The race is on to make the U.S. an IP nation. The Federal Communications Commission (FCC (News - Alert)) put the plans in motion a few years back when it outlined the roadmap for the IP transition. While some may feel the timetable is a little long and others believe the agency is wielding too much power, the latest announcement that it has approved a test period for POTS replacement is a step in the right direction.
Softswitch providers are likely to get excited now that the FCC has paved the way for wireless and VoIP providers to demonstrate whether or not they have the infrastructure in place to offer a viable replacement for POTS. The circumstances under which these services will be provided are also under review.
The growing demand for softswitch and VoIP connectivity has been clearly identified in the U.S. over the last several years. Consumers flocked to lower priced options, preferring to take lower quality calls over networks provided by the likes of Vonage (News - Alert) in favor of higher landline bills. Large telcos have been fighting the shift, but now Verizon is all on board – there must be something profitable under the debate.
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Verizon’s (News - Alert) voice was as loud as its competitors for the last decade, telling consumers that VoIP was not a quality option for connecting calls or replacing POTS. Now that the message is changing, will consumers know which message to believe? Some will be offered the opportunity to try VoIP over their carrier networks as part of this trial, while new customers may be pushed to the service by default.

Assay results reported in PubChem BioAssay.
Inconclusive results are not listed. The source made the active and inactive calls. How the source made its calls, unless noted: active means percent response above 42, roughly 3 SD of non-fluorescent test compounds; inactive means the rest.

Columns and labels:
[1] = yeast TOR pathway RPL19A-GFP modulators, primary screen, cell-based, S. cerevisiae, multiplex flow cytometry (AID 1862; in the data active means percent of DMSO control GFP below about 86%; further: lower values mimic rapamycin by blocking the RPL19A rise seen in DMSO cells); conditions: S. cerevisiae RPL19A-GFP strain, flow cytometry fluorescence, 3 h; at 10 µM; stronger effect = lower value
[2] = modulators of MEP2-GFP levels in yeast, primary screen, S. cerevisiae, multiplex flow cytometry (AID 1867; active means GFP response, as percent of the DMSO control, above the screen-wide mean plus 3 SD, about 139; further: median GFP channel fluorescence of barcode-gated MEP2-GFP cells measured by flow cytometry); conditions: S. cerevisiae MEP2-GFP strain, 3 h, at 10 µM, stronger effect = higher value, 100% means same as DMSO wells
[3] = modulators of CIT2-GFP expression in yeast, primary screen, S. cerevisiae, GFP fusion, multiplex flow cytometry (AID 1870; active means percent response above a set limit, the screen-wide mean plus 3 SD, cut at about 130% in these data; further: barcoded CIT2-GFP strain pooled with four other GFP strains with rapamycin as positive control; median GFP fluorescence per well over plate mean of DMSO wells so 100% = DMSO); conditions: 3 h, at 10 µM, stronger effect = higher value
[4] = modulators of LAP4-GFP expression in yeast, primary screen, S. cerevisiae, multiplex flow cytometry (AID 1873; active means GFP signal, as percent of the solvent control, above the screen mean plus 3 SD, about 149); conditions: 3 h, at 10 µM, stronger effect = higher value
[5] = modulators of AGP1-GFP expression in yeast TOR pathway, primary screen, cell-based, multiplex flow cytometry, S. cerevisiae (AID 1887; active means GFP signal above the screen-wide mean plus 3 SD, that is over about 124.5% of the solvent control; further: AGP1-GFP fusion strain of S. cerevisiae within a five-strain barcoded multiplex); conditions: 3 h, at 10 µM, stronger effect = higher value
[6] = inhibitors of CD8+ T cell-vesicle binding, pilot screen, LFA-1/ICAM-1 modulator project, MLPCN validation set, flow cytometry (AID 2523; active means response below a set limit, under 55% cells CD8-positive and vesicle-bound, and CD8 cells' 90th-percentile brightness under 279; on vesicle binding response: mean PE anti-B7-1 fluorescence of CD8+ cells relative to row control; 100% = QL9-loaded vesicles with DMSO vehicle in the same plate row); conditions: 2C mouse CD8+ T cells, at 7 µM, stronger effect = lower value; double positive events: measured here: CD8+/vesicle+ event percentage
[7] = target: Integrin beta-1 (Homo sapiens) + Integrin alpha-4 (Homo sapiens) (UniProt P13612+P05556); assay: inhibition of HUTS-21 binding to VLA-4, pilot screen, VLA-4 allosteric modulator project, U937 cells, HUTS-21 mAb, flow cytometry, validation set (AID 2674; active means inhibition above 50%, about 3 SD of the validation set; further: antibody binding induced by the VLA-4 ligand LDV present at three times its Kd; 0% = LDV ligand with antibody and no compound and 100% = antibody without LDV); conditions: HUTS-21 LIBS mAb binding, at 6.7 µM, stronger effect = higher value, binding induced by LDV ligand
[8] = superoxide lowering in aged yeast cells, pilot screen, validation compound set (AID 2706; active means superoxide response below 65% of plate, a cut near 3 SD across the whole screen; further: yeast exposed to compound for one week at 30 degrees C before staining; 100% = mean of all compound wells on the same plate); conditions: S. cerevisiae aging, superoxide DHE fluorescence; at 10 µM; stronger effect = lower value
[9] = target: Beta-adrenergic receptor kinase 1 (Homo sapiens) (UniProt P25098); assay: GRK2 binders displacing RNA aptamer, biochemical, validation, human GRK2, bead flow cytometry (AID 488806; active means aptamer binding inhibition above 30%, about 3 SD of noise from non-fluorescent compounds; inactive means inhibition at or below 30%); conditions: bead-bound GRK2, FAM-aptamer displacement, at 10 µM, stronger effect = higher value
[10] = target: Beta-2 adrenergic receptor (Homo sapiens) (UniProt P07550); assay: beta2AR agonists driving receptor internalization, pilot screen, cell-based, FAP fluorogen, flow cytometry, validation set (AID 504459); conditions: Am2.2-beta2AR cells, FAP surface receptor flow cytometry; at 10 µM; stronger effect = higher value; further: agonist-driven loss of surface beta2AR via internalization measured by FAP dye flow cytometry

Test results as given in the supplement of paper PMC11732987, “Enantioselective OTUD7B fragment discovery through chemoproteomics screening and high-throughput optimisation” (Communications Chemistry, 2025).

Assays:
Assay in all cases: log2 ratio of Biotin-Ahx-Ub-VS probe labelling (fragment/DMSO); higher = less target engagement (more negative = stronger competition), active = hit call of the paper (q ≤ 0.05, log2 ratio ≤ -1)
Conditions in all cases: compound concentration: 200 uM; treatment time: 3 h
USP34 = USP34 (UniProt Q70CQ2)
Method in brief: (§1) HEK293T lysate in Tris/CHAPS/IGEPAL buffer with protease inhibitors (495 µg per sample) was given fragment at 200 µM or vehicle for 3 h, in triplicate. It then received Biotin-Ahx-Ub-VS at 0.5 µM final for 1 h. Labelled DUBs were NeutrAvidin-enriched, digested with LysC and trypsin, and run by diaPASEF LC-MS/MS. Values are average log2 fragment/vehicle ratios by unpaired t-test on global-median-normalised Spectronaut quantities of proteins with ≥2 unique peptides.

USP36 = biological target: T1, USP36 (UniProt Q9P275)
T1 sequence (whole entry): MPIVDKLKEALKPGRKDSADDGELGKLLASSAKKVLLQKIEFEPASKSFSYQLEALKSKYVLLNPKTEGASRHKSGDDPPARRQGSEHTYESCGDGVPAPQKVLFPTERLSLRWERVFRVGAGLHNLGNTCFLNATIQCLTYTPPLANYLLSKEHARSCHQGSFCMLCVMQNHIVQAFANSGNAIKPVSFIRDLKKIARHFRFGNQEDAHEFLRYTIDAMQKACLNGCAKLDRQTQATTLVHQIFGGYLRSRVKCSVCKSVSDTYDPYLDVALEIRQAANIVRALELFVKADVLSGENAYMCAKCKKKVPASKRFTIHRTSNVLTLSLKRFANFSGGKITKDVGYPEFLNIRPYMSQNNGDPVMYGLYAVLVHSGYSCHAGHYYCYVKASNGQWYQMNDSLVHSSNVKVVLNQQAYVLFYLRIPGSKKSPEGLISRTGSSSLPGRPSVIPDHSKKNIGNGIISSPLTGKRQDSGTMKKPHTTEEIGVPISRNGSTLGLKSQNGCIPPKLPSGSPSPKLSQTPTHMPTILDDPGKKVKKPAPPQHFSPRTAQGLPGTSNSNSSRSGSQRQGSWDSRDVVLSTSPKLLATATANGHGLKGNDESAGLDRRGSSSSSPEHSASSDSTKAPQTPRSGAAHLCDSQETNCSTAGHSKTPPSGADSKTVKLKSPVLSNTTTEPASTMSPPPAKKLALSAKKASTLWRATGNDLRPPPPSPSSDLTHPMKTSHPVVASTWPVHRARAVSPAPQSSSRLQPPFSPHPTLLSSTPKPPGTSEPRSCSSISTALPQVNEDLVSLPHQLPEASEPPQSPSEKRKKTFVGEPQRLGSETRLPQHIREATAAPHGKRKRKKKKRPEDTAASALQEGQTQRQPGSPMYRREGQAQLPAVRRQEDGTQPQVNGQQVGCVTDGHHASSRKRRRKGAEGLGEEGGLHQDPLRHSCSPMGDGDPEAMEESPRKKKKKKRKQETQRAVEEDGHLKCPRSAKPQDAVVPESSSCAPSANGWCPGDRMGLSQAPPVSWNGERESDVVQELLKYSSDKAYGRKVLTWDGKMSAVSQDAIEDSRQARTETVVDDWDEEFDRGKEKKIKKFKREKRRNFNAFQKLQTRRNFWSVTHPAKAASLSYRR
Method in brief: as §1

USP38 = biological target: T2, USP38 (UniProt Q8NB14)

For rural users, who consistently battle poor bandwidth availability – if any – and the constant oversight by telcos, the idea that VoIP will be their only option is sure to cause concern. Subsidy money made available to expand high-speed connectivity and even fiber throughout rural areas will help, but not all the underserved will receive the access they need.
It’s a reality that in order for the IP transition to come to fruition, we must migrate away from the PSTN and copper and toward IP-based technologies. Karl Bode made this point known in the DSL Reports, highlighted in a recent Telecom TV post. AT&T (News - Alert) and Verizon have both refused to upgrade DSL lines and have leaned on the IP transition as protection in the move to eliminate consumer protection.
It appears both want the revenue from current clients and the ability to dominate the market with new technology without being accountable on either end. What vendor wouldn’t love such an arrangement, blessed by the very agency that monitors its activity? The only question is whether or not the IP transition will happen quickly enough and with enough “wow” factor to make consumers forget and push for inclusion in the new wave.
Edited by Alisen Downey